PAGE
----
|Publication number||US6517541 B1|
|Application number||US 09/869,016|
|Publication date||11 Feb 2003|
|Filing date||22 Dec 1999|
|Priority date||23 Dec 1998|
|Also published as||DE69934516D1, DE69934516T2, EP1139892A1, EP1139892B1, WO2000038586A1|
|Publication number||09869016, 869016, PCT/1999/33, PCT/HR/1999/000033, PCT/HR/1999/00033, PCT/HR/99/000033, PCT/HR/99/00033, PCT/HR1999/000033, PCT/HR1999/00033, PCT/HR1999000033, PCT/HR199900033, PCT/HR99/000033, PCT/HR99/00033, PCT/HR99000033, PCT/HR9900033, US 6517541 B1, US 6517541B1, US-B1-6517541, US6517541 B1, US6517541B1|
|Original Assignee||Nenad Sesic|
|Export Citation||BiBTeX, EndNote, RefMan|
|Patent Citations (19), Non-Patent Citations (2), Referenced by (114), Classifications (13), Legal Events (7)|
|External Links: USPTO, USPTO Assignment, Espacenet|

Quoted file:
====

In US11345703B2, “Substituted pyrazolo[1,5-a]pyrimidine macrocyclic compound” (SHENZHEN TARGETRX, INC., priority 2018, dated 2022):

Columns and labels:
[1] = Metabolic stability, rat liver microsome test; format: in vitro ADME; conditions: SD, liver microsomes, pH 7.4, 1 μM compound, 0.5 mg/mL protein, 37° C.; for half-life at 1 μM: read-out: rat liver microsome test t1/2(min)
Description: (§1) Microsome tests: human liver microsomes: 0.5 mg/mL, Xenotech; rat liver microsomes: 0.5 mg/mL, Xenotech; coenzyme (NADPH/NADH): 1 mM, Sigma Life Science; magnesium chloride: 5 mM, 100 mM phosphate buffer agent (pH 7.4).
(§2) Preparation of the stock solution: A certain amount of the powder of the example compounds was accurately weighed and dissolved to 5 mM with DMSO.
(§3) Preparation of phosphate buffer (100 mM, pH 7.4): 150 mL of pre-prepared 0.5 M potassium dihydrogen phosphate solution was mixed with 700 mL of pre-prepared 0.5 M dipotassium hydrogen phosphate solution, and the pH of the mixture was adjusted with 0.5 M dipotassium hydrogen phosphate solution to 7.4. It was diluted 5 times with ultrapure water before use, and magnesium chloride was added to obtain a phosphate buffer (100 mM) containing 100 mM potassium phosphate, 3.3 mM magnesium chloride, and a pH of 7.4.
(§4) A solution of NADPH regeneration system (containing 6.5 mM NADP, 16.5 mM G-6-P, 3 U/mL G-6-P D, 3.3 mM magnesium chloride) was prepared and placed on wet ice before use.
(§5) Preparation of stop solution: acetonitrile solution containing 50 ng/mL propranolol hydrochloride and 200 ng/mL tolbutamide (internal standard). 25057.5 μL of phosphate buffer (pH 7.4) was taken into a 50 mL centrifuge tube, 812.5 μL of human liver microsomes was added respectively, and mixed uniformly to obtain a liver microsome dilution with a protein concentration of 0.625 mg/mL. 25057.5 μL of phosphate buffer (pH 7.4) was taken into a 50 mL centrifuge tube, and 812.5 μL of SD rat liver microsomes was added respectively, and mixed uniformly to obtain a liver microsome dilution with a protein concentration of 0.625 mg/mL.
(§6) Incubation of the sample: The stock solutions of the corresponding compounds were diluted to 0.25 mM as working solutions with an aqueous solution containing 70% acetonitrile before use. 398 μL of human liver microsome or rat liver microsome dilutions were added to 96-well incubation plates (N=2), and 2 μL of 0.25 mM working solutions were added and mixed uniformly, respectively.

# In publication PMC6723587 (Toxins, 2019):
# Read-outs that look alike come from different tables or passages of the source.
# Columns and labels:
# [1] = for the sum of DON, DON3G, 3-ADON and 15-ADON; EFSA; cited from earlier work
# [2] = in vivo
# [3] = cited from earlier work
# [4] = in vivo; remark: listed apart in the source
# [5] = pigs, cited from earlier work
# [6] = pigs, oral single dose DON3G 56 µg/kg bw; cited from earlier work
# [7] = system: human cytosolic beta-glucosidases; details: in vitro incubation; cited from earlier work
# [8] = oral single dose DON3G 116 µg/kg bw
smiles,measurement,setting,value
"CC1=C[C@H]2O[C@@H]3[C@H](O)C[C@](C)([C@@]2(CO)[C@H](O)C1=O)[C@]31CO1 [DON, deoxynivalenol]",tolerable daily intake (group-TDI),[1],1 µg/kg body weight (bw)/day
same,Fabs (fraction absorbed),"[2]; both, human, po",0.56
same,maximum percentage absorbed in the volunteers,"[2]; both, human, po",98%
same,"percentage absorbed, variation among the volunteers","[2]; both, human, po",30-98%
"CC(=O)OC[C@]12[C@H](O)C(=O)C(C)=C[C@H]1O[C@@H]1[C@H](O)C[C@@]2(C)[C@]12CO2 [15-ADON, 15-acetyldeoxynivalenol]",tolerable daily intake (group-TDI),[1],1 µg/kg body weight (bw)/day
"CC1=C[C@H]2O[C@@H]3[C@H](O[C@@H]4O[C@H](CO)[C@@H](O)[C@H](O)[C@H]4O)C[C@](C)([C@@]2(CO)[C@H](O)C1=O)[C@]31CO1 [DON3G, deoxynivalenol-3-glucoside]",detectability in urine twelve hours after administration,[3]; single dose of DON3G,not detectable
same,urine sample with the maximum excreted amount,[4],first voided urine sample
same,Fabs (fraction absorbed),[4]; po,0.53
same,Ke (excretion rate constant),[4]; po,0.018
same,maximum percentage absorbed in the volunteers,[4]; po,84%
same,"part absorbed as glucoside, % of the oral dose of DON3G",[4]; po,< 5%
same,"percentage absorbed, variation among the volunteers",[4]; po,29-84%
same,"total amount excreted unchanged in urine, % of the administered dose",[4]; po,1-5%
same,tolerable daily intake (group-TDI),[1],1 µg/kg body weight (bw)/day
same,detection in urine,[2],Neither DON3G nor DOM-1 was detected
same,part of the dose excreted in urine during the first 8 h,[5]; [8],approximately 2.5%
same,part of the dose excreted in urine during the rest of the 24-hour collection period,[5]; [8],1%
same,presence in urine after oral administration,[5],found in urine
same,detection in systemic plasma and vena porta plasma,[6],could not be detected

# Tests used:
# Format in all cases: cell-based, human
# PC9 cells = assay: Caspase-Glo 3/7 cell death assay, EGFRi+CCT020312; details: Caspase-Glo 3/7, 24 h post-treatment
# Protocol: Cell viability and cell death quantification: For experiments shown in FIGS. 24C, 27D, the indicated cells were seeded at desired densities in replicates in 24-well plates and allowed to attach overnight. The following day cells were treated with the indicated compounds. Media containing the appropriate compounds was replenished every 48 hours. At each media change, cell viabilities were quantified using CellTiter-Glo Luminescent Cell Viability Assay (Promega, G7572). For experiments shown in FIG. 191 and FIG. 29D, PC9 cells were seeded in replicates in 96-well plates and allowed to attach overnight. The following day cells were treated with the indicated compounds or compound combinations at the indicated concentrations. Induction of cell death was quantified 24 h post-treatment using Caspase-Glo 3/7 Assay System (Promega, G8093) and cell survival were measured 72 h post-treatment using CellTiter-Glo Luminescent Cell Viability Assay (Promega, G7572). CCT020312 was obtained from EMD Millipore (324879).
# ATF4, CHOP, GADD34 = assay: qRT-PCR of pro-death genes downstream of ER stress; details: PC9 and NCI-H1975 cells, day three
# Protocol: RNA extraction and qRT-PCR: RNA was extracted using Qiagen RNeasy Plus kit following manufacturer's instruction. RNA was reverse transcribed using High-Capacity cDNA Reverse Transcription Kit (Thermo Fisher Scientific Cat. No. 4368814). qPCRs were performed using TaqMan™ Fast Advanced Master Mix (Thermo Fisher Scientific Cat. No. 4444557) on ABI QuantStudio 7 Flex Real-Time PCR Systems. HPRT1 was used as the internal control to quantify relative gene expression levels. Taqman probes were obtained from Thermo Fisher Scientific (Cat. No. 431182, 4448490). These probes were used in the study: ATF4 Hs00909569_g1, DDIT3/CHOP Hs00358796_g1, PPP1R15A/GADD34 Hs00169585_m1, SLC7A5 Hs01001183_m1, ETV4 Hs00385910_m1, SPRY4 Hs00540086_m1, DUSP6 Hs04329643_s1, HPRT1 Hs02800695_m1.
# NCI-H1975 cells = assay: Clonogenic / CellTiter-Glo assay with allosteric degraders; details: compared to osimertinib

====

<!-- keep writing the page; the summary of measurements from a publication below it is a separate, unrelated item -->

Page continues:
This application is the national phase under 35 U.S.C. §371 of PCT International Application No. PCT/HR99/00033 which has an International filing date of Dec. 22, 1999, which designated the United States of America and was published in English.
1. Field of the Invention
This invention relates generally to the wide area of orthopacdic surgery and traumatology and, more particularly, to the operative treatment of fractures of long bones in humans and animals.
2. Description of Related Art